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About Dr. Connolly
Just ran across the June 2001 (I think) Briefing in which you
talked about Dr. Connolly's book about curing psoriasis.
Just wanted you to know that I'd just sent the following message
(partly) to the ASSDP [alt.support.skin-diseases.psoriasis]
newsgroup, in response to someone asking about the book:
positive that the book is promising something that it can't
"guarantee" to deliver. This
has almost all of the hallmarks of quackery, from the complete lack of
details to the reliance on testimonials instead of actual scientific
evidence. And this quote —
"Dr. Connolly's findings have been well chronicled in the nation’s
press" — says quite a bit.
breakthroughs are "chronicled in the ... press" usually only
AFTER they've been written up in the scientific medical journals.
In the last 37 years, only one person named "Connolly"
has been an author of any papers (three) relating to psoriasis which have
been published in recognized peer-reviewed journals, and it's not Robert
Connolly. He's chosen to
publish in a popular-press book, instead, and you can be sure that the
publisher wasn't interested in peer reviewing the work (if, that is, it's
not self-published, which would be even more of a hint that something's
"bioenergetics" has been in use in scientific papers since
(probably long before) 1963. This
is not a "new field" at all, as it appears to deal with
(surprise!) energy use by cells and organisms.
A search for the word back to 1963 results in over 140,000
articles, dealing in everything from photosynthesis to the respiration
rates of wild pigs to how fast bacterial flagella can spin.
I suspect that Dr. Connolly is using the term to make something
related to acupuncture (he's "certified") sound more
scientific-sounding than it probably is.
by the way, is a chiropractor, and not an M.D.
See also Ed
Dewke's take on Dr. Connolly's book, with more detail than is available on
the web site:
(and the list
of "bioenergetics" articles from the Biophysical Review appears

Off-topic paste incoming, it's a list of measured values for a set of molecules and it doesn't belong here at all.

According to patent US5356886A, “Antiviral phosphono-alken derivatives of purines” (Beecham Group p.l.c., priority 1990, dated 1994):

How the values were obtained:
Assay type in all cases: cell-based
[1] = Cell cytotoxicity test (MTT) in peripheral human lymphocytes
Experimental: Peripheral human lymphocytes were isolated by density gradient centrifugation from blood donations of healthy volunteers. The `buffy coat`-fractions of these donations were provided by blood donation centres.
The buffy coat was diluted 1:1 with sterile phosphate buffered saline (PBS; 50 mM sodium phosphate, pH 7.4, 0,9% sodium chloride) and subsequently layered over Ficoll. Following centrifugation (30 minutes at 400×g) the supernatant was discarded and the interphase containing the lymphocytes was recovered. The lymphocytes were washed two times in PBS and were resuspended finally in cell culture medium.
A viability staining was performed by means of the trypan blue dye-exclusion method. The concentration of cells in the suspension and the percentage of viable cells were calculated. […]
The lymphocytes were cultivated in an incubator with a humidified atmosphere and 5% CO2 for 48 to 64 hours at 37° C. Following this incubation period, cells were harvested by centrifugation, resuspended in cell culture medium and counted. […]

to be nothing like what Dr. Connolly is hinting at). - Dave W.
Response: So, Dave.
The Cliff Notes version
of your take on Dr. Connolly’s psoriasis cure is that it doesn’t pass
muster if you walk the scientism line (not to be confused with Scientology. I use the term in Michael Shermer’s sense from his
column, “The culture of scientism” in the June 2002 issue of Scientific
While I’m not
the zealot you are, I always have and probably always will appreciate the
tightness of your arguments (despite expressions like “almost
positive,” which is right up there with my “probably always,” eh?).
The only way I
can wrap my mind around most of these dietary schemes for treating
psoriasis (or “curing” it, as the claim may be) is through metaphor or
simile. I just came up with
another one, which I hope you — Dave — will enjoy:
author Jules Verne was not formally theorizing space travel when he wrote From
the Earth to the Moon (1865); however, he was trying to be believable
when he conjectured shooting a
capsule containing people, via a giant cannon, from the earth to the moon.
Rocket science, as we all know, hasn’t followed this premise, but
has been based on the mechanistic principle of action/reaction
(force/opposite force) and the engineering of jet engines, the mathematics
of escape velocities, etc. etc. etc. At
what point did someone decide the cannon-approach wouldn’t work?
Or, was that not the issue? Perhaps
it’s possible but not probable? Simply
too expensive? More risky? Not
as efficient as the prevailing method? ... I tend to think of most dietary
schemes as cannon travel to the moon.
Perhaps most diet-based regimens are not convincingly proven
because it’s unnecessary — for most of us.
Some of us, on
the other hand, may have compelling needs to try dietary approaches, which
is why I don’t say don’t. There’s
probably a few dozen reasons why
I should try some of the dietary action items prescribed in any number of
these regimens, but because of drugs I’m not compelled to.
Someday I may regret that. I
try to constantly remind myself that the medical establishment in the
eighteenth century — bulwarked by the science establishment of that
period — advocated blood-letting. And
I wonder how the medical establishment in the twenty-third century will
reflect upon medicine (and its background science) in our time?
Anyway, I ramble. You always inspire me to pontificate, Dave. Thanks for seeing to it the light stays on in that dark, neglected, scientific corner of my conscience. –Ed